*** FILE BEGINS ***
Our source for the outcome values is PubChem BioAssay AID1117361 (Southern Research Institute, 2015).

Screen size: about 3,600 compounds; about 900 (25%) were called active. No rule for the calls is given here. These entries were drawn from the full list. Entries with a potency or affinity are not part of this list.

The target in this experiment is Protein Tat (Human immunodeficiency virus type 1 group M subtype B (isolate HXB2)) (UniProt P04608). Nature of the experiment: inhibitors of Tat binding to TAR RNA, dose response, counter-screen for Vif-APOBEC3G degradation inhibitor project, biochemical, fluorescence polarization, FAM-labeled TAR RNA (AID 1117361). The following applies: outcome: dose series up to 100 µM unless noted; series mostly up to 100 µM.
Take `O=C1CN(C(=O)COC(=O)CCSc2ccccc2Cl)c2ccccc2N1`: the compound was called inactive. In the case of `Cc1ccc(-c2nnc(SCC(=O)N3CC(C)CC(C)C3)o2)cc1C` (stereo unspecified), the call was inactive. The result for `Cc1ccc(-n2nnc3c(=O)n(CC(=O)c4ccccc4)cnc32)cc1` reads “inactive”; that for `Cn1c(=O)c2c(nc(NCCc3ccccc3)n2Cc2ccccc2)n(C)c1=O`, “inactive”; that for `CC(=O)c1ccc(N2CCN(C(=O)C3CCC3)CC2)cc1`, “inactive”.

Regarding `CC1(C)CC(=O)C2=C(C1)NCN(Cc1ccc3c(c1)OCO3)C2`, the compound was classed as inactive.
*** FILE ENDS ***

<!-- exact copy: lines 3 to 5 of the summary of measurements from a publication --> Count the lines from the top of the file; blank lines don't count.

The target in this experiment is Protein Tat (Human immunodeficiency virus type 1 group M subtype B (isolate HXB2)) (UniProt P04608). Nature of the experiment: inhibitors of Tat binding to TAR RNA, dose response, counter-screen for Vif-APOBEC3G degradation inhibitor project, biochemical, fluorescence polarization, FAM-labeled TAR RNA (AID 1117361). The following applies: outcome: dose series up to 100 µM unless noted; series mostly up to 100 µM.
Take `O=C1CN(C(=O)COC(=O)CCSc2ccccc2Cl)c2ccccc2N1`: the compound was called inactive. In the case of `Cc1ccc(-c2nnc(SCC(=O)N3CC(C)CC(C)C3)o2)cc1C` (stereo unspecified), the call was inactive. The result for `Cc1ccc(-n2nnc3c(=O)n(CC(=O)c4ccccc4)cnc32)cc1` reads “inactive”; that for `Cn1c(=O)c2c(nc(NCCc3ccccc3)n2Cc2ccccc2)n(C)c1=O`, “inactive”; that for `CC(=O)c1ccc(N2CCN(C(=O)C3CCC3)CC2)cc1`, “inactive”.

Regarding `CC1(C)CC(=O)C2=C(C1)NCN(Cc1ccc3c(c1)OCO3)C2`, the compound was classed as inactive.